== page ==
had've or had of

Thomas Tompion

Senior Member
English - England
We have had a lot of threads about conditionals this week and I'm surprised that a common habit which troubles me has not been mentioned, and also that it doesn't seem to have been aired on the forums, as far as I can tell from the dictionary.

A lot of people in BE say 2nd conditional sentences as "If I had've gone, I would have seen her". I think they imagine they are saying "If I had have gone, I would have seen her". There must seem something missing to them in "If I had gone, I would have seen her".

I was amused to find an American academic railing against the expression, so I am clearly not alone, and this is not solely a BE phenomenon.

I wondered what members' experience has been of this form.
 
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  • Brioche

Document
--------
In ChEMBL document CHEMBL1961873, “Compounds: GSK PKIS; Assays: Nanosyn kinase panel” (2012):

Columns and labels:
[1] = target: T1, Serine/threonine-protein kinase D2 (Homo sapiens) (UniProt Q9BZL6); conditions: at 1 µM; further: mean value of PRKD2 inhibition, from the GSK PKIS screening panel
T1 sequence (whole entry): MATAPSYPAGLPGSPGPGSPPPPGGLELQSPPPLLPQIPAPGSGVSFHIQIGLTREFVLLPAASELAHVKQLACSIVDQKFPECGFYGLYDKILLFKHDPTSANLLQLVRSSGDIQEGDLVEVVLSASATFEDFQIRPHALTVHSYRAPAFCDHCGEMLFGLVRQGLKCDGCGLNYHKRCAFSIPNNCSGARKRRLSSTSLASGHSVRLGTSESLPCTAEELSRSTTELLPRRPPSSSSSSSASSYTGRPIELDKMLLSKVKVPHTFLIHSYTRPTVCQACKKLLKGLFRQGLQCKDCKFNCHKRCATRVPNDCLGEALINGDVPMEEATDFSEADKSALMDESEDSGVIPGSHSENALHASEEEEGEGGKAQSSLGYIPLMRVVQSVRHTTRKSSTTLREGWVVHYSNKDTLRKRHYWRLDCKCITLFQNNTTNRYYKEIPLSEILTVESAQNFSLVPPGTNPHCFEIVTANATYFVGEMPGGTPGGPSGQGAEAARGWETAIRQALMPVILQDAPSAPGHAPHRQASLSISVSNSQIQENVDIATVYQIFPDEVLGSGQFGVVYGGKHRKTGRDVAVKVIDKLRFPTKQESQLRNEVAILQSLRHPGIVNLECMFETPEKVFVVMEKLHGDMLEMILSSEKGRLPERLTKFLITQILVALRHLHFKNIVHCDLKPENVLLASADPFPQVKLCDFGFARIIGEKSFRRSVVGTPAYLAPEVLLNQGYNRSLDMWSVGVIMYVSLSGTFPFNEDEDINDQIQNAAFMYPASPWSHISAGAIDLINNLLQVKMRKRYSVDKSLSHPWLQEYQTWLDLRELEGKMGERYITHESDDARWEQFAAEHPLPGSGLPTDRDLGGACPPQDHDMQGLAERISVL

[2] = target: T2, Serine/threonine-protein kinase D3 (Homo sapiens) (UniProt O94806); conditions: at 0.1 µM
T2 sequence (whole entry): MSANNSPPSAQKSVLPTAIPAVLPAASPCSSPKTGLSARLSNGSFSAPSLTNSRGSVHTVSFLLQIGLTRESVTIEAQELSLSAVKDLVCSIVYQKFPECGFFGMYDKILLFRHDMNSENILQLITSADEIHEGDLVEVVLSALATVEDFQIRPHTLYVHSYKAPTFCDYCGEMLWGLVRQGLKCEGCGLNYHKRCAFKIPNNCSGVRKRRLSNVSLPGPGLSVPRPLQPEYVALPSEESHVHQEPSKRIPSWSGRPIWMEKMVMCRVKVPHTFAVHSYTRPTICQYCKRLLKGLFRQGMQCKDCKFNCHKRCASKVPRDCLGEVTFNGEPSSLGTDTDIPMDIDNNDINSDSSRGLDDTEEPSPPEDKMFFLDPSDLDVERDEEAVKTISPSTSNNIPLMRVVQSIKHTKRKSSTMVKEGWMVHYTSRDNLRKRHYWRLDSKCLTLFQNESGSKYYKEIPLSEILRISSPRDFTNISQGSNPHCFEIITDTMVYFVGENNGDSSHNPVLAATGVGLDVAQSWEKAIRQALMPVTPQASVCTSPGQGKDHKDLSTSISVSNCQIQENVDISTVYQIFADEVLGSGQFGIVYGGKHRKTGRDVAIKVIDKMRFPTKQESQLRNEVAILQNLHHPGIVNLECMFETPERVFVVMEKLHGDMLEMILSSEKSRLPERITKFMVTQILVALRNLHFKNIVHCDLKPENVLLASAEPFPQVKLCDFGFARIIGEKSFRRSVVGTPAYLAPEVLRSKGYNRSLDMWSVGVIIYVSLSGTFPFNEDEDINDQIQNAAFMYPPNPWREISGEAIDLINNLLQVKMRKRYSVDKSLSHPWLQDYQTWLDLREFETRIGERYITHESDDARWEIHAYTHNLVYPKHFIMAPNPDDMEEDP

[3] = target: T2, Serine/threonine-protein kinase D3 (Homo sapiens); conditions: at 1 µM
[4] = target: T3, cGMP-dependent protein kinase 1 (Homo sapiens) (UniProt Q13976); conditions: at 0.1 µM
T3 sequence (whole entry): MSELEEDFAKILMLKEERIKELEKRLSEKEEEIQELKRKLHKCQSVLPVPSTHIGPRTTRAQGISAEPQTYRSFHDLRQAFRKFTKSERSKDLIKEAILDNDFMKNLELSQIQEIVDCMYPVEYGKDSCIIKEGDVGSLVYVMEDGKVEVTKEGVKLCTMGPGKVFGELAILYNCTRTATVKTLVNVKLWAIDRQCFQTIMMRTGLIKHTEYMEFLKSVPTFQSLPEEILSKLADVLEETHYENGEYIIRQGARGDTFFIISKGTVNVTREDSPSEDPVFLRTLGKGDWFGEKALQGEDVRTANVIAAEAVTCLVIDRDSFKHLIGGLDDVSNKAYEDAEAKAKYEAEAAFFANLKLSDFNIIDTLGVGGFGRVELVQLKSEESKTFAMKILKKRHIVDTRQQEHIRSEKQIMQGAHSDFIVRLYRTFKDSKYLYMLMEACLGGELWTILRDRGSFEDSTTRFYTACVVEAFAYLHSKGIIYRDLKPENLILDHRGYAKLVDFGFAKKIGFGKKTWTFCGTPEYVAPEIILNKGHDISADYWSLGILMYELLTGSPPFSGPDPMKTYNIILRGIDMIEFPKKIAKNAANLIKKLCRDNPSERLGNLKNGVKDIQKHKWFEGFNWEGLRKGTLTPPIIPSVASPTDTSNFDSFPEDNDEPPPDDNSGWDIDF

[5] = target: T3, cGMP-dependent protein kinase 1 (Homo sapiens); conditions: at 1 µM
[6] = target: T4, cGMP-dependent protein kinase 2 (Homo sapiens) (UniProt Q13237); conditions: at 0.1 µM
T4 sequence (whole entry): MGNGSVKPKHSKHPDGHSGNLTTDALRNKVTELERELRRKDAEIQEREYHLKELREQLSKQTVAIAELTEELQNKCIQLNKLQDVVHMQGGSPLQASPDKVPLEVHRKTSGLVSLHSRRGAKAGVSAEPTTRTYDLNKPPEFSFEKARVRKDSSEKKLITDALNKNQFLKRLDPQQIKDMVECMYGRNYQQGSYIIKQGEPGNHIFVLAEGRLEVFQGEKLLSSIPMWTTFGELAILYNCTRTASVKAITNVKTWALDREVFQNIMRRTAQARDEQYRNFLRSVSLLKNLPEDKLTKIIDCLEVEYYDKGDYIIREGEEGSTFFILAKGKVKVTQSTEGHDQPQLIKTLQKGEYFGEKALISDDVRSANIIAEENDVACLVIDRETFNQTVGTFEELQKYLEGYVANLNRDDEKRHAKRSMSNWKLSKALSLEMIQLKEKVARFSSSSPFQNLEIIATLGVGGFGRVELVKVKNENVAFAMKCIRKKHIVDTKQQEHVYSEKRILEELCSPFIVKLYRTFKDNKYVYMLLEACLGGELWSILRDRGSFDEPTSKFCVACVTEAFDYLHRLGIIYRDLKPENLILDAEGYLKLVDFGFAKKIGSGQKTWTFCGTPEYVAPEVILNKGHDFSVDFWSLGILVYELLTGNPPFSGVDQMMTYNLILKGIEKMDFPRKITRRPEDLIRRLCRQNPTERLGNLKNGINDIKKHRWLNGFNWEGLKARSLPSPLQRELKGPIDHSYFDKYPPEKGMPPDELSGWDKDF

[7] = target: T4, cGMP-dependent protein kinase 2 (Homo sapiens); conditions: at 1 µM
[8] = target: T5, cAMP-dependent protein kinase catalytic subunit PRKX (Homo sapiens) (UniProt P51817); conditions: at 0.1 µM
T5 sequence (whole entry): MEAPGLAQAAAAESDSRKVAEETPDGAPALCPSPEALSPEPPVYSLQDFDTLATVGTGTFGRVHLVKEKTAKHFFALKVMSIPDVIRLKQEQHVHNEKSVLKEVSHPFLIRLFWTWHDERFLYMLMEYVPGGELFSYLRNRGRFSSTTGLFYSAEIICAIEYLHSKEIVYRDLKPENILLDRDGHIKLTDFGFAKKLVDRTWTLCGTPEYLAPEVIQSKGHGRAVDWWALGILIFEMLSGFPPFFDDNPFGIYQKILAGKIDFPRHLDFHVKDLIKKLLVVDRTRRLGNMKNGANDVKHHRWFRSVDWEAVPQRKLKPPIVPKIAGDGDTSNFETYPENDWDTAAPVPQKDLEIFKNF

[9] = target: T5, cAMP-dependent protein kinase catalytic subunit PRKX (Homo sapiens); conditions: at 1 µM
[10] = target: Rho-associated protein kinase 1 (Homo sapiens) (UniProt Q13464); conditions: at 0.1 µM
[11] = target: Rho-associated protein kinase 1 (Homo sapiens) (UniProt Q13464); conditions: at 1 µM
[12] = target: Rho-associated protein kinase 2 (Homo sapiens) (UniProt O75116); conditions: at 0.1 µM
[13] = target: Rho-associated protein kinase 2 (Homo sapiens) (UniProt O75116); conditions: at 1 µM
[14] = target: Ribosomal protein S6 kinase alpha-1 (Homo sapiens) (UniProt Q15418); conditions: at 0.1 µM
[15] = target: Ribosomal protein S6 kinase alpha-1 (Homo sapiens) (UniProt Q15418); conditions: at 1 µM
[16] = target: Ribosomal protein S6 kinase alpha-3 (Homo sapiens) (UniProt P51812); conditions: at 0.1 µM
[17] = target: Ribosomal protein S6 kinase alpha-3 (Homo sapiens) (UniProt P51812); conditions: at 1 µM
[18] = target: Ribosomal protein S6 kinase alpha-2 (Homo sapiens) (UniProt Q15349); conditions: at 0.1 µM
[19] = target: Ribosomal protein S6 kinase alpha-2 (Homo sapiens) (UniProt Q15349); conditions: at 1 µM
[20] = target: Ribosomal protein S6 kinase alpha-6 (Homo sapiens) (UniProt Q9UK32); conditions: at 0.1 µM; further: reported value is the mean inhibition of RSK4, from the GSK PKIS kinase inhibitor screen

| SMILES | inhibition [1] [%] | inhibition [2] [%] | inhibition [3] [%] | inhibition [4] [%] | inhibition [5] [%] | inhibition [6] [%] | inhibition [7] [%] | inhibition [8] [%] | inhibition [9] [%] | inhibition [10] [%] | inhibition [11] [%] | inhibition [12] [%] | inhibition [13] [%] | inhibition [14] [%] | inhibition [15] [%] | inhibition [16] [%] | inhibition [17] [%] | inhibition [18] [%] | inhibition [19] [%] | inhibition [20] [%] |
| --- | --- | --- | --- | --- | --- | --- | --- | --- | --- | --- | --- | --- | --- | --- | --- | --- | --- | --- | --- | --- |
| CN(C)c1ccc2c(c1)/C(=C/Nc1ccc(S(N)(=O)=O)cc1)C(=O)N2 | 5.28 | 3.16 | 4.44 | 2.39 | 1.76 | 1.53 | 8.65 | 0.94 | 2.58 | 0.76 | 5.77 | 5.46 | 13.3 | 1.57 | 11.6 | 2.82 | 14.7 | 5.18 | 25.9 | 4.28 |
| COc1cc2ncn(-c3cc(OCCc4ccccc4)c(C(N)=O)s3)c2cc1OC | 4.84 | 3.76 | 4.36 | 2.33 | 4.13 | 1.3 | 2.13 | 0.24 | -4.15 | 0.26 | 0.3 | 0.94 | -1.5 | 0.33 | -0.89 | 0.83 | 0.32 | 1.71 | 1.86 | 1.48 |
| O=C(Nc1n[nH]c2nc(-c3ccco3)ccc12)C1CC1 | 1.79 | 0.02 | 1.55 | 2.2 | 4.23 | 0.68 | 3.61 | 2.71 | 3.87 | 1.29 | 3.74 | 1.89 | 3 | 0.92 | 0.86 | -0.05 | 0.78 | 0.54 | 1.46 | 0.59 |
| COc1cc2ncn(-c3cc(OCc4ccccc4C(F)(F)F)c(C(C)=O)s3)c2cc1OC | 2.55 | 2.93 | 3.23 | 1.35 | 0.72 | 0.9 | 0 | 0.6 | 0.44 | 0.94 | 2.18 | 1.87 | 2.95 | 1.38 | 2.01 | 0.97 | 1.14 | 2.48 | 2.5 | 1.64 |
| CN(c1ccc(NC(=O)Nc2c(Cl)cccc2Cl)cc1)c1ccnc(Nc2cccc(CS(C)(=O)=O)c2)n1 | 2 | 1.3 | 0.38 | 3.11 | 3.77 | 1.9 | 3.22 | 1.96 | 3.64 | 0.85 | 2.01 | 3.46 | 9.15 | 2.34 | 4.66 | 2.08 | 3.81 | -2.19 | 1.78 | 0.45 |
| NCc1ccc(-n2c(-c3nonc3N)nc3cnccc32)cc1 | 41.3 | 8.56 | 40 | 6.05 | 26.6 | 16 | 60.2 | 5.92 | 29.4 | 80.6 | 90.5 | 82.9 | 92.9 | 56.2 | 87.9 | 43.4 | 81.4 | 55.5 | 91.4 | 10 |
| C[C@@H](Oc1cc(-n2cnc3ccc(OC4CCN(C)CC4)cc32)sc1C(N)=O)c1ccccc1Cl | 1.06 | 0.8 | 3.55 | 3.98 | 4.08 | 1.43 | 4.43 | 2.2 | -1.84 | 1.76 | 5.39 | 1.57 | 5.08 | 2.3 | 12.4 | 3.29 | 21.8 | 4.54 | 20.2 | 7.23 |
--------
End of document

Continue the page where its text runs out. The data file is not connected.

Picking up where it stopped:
Senior Member
    Australia English
    I have heard similar expressions many times.

    It is particularly common in very rapid speech "If I'd'a' gone, I would'a seen her"
     

    Loob

    Senior Member
    English UK
    I have heard similar expressions many times.

    It is particularly common in very rapid speech "If I'd'a' gone, I would'a seen her"
    Mmm, I think that's right: it's an interpolated schwa which is rationalised to either "of" or "have".

    I seem to recall that se16teddy has the theory that the interpolated schwa derived from the former prefix "a-": he had been a-hunting etc.

    It seems plausible:)
     
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